Lansing, MI: Election officials have confirmed that proponents of a statewide ballot measure, the Michigan Regulation and Taxation of Marihuana Act, have gathered a sufficient number of signatures from registered voters to place it on the electoral ballot this November.
Proponents of the voter-initiated measure, The Coalition to Regulate Marijuana Like Alcohol, submitted more than 360,000 signatures in an effort to qualify it for the November 2018 ballot. The initiative permits those over the age of 21 to grow and possess personal use quantities of cannabis and related concentrates, while also licensing activities related to the commercial marijuana production and retail marijuana sales.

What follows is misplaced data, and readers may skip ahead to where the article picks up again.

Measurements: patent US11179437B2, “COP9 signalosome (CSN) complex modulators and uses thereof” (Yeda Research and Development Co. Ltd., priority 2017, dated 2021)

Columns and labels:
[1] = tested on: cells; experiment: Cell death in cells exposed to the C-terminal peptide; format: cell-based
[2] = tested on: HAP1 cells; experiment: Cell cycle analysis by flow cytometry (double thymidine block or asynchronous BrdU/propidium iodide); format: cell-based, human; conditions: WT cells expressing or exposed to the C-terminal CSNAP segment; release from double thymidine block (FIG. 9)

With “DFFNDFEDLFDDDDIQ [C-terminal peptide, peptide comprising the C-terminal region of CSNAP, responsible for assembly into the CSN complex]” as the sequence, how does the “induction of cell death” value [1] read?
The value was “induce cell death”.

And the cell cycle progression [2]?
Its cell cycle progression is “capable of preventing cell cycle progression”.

According to statewide polling commissioned by Michigan NORML, which is a member of the Coalition, 61 percent of voters say that they intend to vote yes on the measure.
Voters in other states will also be deciding on marijuana-related ballot questions later this year. Oklahomans will decide in June on State Question 788, which permits qualified patients to access and cultivate marijuana for therapeutic purposes. Utah voters are also expected to decide on a narrower medicalization measure in November, though officials have yet to officially certify that measure for the ballot. Proponents of a medical marijuana measure in Missouri have surpassed the number of signatures required to place it on the November ballot, well ahead of the state’s May 6 deadline. In South Dakota, officials have confirmed that proponents of a 2018 medical use initiative failed to gather the necessary number of signatures to qualify for November’s ballot.
For more information, contact Justin Strekal, NORML Political Director, at (202) 483-5500.